The Case for the Natural Science Model
For Research in Organizational
Behavior and Organization Theory
Is it appropriate to apply the
natural science approach in
organizational behavior and
Five key objections
• Lack of Realism
• Epistemological Differences
Each organization, group, and person
differs to some degree from all others;
General laws in organizational behavior
and organization theory is thus
• The key is taxonomy & classification.
• Focus on important though relatively
narrow populations =>homogeneity↑
• The phenomena of concern to researchers
in the field change frequently, making it
extremely difficult to combine data
obtained at different times in order to
arrive at general laws.
• Scientific research seeks laws that transcend
time and place, not empiric generalizations that
often are specific to certain situations.
• To assume that all phenomena of interest to
organizational behavior and organization theory
are ephemeral is as much an error as to assume
that even the most specific aspects of them
remain constant over long periods. Some
phenomena change more rapidly than others.
The awareness of hypotheses in the social
sciences inevitably changes the behaviors
of the persons involved.
– Self-fulfilling prophecies
The research process would create rather than measure the
importance of “need for A”
– Suicidal predictions
• Keep participants in the dark or use unobtrusive
measures of increasing the chance that the
behavior of participants in research studies
represents their real world actions.
• Participants can change relatively few key
dependent variables. The likelihood that they could
and would change others in an attempt to support or
reject the research’s hypotheses is small.
• Given reasonably sophisticated experimental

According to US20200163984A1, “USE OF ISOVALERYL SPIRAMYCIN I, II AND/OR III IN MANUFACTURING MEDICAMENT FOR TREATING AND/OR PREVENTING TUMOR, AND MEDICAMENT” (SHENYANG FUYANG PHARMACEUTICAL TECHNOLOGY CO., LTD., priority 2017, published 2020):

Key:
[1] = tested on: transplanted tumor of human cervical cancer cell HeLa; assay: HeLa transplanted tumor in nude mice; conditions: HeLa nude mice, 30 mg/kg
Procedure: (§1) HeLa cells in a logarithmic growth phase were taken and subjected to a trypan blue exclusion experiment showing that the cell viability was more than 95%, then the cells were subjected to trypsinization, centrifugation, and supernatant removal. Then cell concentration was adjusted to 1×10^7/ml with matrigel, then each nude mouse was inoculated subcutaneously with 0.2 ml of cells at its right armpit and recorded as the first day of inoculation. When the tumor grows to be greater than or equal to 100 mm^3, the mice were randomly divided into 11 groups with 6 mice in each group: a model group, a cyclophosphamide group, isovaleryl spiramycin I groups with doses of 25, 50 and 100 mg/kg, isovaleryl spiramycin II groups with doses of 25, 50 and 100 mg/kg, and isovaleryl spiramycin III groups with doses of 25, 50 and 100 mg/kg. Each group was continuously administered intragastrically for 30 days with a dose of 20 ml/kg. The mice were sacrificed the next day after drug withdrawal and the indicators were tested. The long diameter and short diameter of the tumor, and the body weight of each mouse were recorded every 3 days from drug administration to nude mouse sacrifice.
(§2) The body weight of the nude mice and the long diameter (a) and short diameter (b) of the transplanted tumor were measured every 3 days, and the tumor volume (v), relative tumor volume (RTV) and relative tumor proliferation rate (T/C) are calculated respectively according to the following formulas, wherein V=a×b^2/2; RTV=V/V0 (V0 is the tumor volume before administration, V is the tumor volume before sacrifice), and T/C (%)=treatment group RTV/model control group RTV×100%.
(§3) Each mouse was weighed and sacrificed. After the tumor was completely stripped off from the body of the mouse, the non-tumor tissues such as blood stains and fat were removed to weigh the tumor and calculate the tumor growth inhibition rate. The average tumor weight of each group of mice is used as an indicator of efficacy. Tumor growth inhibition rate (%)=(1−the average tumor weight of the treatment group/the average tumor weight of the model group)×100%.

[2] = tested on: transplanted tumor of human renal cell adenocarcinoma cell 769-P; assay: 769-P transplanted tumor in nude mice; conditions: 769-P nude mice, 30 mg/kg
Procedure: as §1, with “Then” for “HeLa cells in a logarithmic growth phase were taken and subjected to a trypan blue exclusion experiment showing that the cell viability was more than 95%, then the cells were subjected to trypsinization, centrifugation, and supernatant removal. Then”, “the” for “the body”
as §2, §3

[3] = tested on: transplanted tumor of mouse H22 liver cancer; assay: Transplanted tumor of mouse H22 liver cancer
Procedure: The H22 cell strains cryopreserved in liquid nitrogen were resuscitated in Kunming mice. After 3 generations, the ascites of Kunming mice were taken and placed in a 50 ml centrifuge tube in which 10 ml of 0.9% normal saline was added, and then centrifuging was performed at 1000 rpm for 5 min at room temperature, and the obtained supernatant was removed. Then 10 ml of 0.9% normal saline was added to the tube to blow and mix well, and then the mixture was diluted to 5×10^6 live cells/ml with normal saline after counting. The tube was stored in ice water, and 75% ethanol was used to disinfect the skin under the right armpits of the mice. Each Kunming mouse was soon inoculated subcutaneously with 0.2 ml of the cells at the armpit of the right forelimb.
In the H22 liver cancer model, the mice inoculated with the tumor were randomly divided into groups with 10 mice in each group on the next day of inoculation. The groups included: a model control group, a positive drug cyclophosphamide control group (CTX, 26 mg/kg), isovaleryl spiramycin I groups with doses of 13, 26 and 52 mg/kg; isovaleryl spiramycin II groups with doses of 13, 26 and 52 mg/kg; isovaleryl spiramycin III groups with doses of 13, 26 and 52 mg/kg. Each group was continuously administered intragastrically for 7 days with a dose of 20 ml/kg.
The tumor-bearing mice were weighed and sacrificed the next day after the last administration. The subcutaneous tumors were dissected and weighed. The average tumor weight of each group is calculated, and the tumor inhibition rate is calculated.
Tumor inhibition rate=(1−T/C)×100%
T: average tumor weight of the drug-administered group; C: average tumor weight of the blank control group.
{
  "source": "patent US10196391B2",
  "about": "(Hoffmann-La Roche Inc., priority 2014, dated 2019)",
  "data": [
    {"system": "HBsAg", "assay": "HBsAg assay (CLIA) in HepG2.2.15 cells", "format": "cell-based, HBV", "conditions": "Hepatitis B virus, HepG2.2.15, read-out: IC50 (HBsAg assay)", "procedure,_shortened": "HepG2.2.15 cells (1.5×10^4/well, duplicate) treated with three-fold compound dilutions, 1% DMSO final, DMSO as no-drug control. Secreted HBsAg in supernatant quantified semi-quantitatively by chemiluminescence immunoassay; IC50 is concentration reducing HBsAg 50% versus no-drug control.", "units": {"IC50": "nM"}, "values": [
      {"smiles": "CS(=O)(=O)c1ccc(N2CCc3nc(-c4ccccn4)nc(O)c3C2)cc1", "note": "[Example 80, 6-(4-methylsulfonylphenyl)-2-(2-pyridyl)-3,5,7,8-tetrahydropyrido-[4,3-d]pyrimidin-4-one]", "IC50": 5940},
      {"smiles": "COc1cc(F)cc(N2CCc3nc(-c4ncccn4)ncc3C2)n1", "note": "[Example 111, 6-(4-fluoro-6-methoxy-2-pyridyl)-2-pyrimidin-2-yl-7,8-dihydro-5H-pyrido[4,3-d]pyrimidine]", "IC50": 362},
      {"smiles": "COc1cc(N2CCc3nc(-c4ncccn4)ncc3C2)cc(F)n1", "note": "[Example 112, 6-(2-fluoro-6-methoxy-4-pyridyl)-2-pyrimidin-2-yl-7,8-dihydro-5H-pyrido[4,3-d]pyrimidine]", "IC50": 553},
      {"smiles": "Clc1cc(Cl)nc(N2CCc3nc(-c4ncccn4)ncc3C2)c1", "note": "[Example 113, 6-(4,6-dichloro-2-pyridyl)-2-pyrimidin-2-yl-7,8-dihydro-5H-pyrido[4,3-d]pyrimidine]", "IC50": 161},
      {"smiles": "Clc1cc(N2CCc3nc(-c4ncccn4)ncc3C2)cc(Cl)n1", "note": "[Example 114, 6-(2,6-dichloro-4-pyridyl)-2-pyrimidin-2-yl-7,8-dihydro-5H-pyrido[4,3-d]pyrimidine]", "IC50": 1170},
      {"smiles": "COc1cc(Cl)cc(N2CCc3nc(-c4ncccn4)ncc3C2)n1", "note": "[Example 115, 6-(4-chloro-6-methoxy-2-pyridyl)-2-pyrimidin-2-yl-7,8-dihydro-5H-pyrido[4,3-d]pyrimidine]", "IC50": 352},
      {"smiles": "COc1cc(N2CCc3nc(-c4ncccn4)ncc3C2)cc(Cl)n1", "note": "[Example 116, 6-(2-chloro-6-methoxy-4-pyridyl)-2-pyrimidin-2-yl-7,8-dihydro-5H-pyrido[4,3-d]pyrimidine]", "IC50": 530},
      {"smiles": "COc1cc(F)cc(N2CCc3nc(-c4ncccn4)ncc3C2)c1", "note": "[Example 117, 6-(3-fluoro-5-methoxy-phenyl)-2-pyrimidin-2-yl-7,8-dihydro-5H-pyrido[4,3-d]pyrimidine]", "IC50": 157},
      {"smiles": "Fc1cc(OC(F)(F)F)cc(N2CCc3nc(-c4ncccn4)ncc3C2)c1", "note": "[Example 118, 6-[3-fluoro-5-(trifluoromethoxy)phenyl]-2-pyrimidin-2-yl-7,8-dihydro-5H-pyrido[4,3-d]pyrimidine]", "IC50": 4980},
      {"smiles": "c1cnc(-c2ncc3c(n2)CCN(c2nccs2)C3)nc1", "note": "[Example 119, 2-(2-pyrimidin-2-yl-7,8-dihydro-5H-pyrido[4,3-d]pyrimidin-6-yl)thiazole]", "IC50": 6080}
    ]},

designs, suicidal and self-fulfilling effects can be
identified and separated from the true effects of the
variables of interest.
Lack of Realism
The study of social phenomena necessarily
changed them to such an extent that the
researcher cannot generalize from such
studies to behaviors of organizations,
groups, and individuals in the real world.
• 7 potential threats to realism
• Use elaborated research designs to
minimize key threats to realism.
• A flawed study – one which do not control
all threats to internal and external validity –
still can yield useful information.
• Natural science strive to generalize about why
things happen by identifying causes.
• Social science seeks to explain the significance
or meaning of phenomena in terms of their
implications for the unique social systems in
which they occur and as manifestations of
important social trends, forces, and conflicts.
=> The best way is to immerse the researcher in
the organization under study and allow time for
the development of intuitive appreciation of its
• Such research is inevitable to have biases in the
personal perception and interpretation of complex
stimuli. But the natural science approach has built
in extensive means for protecting the researcher
against personal biases.
• Such research generates a highly affective kind of
knowledge – very personal information. It causes
the loss of both completeness and richness.